Central locking

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Central locking
Central shutter in the middle of an aristostigmatic
Various central locks
"LE CONSTANT" obturator CH. B., Paris, 1895, double guillotine shutter
Leaf closure

The central shutter (or lamellar shutter ; English central shutter or lens , leaf , blade , diaphragm shutter ) is one of the two common design principles for shutter in camera construction alongside the focal plane shutter . Another simpler type of closure without slats or curtains, between the central and focal plane shutter, is the single or double guillotine shutter or the leaf shutter for cheap cameras. A rotor or rotation lock is also possible .

A mechanical shutter is not absolutely necessary for a digital camera , an electronic shutter is used here . For example, the preview is generated on the display without the constant opening and closing of a shutter. Instead, the sensor is read out at a certain frequency and thus emptied in order to take a new image. Often the mechanical shutter is then only used to end the actual exposure so that no further charges arise from further incident light when the pixels are read out. Depending on the sensor used, this could lead to smearing or incorrect exposures.

The central shutter is typically located “centrally” in the lens between the lenses .

The central shutter consists of several lamellas grouped concentrically around the optical axis , which when the camera is triggered snap back synchronously from this axis and release the path of the light onto the film. In contrast to the iris diaphragm , which is constructed in the same way , the central shutter closes completely in the rest position, so no light can pass through the shutter curtain.

In the case of single -lens reflex cameras , however, the central shutter initially closes after it has been released, as all image settings were previously made with the aperture open . Then the mirror flips up and the central shutter opens again for the duration of the exposure and then closes again. The mirror then swivels back into the beam path and the film magazine is closed. Only now is the film transported (either manually or automatically) and the shutter opens again. This does not apply to the focal plane shutter, because it is behind the mirror, close to the film plane.

For optimal exposure , the central shutter must be positioned in the beam path like an aperture , otherwise there may be less exposure at the edge of the image.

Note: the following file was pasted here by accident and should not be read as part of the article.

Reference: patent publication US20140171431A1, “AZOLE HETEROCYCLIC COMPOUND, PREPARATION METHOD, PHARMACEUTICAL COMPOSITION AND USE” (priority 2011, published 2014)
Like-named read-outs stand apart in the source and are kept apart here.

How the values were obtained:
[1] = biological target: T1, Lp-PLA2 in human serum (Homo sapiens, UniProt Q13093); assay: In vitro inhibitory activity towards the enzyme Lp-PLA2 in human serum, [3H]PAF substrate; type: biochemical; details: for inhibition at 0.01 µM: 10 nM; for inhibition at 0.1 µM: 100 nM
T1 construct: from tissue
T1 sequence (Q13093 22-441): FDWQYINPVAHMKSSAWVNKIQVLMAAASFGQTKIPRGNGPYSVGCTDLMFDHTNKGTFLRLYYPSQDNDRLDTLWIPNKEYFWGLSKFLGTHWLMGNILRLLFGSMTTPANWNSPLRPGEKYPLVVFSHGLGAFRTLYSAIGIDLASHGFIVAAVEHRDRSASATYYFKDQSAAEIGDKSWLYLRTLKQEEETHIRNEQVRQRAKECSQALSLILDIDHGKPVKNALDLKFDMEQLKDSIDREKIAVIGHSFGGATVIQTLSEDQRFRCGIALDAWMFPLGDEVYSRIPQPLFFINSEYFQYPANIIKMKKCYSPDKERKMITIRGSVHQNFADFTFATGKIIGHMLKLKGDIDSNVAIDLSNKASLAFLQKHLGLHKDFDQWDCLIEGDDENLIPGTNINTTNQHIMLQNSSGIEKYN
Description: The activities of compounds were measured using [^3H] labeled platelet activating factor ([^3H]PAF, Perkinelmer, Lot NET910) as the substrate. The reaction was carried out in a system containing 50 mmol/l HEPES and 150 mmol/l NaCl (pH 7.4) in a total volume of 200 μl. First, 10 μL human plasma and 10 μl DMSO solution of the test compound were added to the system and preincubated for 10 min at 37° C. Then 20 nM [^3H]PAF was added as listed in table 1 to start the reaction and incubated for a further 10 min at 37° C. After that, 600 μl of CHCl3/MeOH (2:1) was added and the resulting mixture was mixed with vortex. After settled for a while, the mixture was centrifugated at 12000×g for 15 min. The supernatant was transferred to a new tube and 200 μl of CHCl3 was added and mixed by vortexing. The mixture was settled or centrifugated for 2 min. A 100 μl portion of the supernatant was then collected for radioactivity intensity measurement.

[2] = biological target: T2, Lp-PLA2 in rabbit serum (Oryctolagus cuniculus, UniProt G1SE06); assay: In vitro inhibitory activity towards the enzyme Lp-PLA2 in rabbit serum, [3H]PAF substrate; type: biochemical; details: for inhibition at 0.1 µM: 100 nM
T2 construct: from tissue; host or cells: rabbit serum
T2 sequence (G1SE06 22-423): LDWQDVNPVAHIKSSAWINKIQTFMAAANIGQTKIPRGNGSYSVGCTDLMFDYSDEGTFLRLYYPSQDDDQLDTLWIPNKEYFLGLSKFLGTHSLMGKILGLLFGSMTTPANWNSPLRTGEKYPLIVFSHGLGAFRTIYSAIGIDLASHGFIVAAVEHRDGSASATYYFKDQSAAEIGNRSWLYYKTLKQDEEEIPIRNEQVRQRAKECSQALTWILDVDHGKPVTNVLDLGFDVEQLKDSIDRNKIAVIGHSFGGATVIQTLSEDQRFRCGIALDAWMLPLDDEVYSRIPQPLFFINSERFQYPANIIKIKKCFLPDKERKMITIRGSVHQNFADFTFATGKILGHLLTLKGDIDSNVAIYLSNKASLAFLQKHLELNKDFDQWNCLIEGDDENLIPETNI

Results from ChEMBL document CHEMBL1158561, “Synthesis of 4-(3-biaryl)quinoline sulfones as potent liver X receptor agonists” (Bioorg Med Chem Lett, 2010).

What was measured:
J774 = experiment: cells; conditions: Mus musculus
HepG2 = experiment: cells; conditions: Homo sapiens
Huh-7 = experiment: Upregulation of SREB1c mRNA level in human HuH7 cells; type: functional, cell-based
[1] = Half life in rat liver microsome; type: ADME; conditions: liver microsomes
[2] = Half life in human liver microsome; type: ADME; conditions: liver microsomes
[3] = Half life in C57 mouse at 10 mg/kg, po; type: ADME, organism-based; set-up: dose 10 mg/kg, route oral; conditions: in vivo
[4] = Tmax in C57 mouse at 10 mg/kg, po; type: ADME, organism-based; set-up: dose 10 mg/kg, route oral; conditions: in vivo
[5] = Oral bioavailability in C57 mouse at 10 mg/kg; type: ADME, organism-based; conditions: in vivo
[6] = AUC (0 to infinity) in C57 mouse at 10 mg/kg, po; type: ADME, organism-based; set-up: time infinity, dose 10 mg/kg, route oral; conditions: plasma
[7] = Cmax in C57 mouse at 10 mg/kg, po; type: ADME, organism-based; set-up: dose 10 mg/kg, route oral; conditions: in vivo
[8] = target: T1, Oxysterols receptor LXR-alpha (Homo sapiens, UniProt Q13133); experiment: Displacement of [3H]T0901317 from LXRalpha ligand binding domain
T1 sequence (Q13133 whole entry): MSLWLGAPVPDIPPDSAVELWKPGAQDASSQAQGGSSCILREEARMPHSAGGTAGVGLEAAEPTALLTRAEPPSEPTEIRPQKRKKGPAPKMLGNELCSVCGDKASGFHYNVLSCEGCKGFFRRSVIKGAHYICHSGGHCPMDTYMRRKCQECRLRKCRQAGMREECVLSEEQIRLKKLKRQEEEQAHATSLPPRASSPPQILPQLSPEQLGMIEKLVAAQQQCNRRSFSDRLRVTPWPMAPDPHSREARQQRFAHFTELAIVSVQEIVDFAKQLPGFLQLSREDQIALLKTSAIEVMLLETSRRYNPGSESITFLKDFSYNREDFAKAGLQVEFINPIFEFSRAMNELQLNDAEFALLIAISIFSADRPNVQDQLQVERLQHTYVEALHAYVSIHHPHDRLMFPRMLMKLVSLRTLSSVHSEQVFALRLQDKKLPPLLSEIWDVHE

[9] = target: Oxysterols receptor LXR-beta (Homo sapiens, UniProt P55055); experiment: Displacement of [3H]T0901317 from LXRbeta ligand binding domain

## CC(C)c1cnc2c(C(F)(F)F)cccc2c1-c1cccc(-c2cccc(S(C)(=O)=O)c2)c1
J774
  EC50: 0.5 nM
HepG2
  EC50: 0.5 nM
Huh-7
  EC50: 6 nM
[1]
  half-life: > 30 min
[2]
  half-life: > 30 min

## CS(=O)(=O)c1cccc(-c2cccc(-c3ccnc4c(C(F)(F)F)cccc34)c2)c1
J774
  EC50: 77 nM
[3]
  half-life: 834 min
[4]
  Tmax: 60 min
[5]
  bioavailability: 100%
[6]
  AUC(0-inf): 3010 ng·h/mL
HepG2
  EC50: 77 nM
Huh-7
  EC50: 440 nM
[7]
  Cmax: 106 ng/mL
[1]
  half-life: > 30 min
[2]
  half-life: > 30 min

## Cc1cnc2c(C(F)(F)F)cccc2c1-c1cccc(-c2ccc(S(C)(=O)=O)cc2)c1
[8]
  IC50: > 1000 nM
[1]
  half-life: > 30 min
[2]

In various cameras, such as the Minox 35 ML and the last Agfa Optima series of locks, the appropriately controlled central lock takes on both the function of the shutter and the function of the aperture. It is controlled electrically or electronically how far the shutter slats open.

While mechanically controlled central shutters such as panels usually have a larger number of slats, modern electrically or electronically controlled shutters can, depending on the design, manage with fewer with the same performance.

Advantages and disadvantages

Advantages of the central lock:

  • Low shock and vibration, therefore less technical distortion of the camera.
  • Usually quieter than the focal plane shutter.
  • Allows uniform illumination of the entire negative (with correct positioning in the beam path). In contrast to the focal plane shutter , this largely applies to all subjects, apertures and exposure times.
  • no blurring of the motif, as with the focal plane shutter due to speed or exposure time.
  • Flash synchronization possible for all exposure times .
  • In contrast to the focal plane shutter, it is useful for both large film formats and small cameras.
  • A malfunction of the shutter usually only affects the affected lens and not the entire camera, so you can continue to work with a different lens.
  • Aperture and shutter functions can be combined with appropriate control, which simplifies the design.

Disadvantages of the central lock:

  • Exposure times shorter than 1/500 s (1/1000 s) (1/2000 s with Hasselblads XCD lenses) can only be achieved with greater effort because of the high acceleration required for the moving parts. With fast lenses, the limit is even longer times.
  • In cameras with interchangeable lenses , a shutter is usually built into each lens. This results in higher costs per lens, the lens becomes heavier and requires a more complex construction, which also prevents or complicates a high light intensity (especially relevant for interchangeable lenses).


Large format and view cameras are actually only built with a central lock due to the design-related parameters.

In 35mm and viewfinder cameras , it is found in the vast majority of cameras for the same reason. A notable exception here are the Leica M and technically related cameras with interchangeable lenses. In the field of miniature - SLR is the central locking is only in individual special lenses are used (eg for portrait photography ).

In the medium format , both types of closures are about equally represented in the sub-professional sector again outweigh Central and Guillotinenverschlüsse.

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